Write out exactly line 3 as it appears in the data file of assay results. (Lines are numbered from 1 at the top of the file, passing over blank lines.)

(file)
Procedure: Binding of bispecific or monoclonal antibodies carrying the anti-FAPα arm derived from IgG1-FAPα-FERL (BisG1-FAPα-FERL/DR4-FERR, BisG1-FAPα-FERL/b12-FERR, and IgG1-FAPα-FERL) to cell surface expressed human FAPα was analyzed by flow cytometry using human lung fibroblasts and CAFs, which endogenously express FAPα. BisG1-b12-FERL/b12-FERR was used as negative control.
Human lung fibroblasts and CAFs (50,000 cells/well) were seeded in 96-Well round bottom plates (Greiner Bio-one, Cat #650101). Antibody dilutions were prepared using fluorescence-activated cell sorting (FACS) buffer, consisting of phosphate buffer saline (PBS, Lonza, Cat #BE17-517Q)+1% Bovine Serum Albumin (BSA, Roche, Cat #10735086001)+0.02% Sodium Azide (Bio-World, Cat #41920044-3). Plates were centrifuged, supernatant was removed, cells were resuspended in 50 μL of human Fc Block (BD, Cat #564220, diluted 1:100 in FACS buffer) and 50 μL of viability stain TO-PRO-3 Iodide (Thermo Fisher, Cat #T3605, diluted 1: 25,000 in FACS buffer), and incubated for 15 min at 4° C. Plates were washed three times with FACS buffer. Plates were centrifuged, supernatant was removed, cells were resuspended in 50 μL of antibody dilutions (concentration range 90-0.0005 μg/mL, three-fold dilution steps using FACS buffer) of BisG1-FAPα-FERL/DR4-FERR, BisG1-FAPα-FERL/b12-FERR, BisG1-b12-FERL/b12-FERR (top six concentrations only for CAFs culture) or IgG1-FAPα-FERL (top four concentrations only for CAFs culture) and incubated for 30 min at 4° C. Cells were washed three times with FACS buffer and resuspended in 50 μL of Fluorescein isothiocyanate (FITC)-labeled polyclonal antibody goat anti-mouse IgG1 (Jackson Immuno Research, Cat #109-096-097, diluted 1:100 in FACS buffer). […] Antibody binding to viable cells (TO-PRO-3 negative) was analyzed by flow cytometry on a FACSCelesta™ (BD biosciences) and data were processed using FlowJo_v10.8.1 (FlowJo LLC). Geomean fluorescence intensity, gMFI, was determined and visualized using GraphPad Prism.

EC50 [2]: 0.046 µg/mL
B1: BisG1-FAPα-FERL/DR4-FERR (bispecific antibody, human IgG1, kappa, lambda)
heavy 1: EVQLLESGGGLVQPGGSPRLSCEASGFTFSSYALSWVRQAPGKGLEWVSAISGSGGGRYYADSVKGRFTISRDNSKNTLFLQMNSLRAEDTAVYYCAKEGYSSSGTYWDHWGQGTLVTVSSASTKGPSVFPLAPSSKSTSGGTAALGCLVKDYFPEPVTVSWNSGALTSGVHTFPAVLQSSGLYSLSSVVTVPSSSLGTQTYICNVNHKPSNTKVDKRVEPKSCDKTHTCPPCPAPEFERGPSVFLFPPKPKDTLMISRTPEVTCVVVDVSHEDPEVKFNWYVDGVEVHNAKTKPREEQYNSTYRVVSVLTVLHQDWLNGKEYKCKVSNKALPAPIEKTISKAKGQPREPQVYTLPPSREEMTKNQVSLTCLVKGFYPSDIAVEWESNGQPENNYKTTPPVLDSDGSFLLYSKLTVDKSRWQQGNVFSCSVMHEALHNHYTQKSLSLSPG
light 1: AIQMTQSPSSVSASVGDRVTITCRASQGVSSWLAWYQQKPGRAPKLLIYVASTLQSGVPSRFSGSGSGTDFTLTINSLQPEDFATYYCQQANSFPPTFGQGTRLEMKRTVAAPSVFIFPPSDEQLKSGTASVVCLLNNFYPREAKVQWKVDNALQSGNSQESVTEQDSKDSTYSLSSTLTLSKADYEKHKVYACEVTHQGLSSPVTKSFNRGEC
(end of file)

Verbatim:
EC50 [2]: 0.046 µg/mL